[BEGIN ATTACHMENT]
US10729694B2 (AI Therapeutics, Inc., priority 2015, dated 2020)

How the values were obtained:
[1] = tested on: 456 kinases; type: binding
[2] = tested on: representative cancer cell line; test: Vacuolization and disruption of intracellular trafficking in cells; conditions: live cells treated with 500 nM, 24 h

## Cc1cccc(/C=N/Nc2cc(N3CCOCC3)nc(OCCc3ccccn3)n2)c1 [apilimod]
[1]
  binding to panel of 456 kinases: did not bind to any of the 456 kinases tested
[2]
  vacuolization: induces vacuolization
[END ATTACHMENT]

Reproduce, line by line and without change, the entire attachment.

US10729694B2 (AI Therapeutics, Inc., priority 2015, dated 2020)

How the values were obtained:
[1] = tested on: 456 kinases; type: binding
[2] = tested on: representative cancer cell line; test: Vacuolization and disruption of intracellular trafficking in cells; conditions: live cells treated with 500 nM, 24 h

## Cc1cccc(/C=N/Nc2cc(N3CCOCC3)nc(OCCc3ccccn3)n2)c1 [apilimod]
[1]
  binding to panel of 456 kinases: did not bind to any of the 456 kinases tested
[2]
  vacuolization: induces vacuolization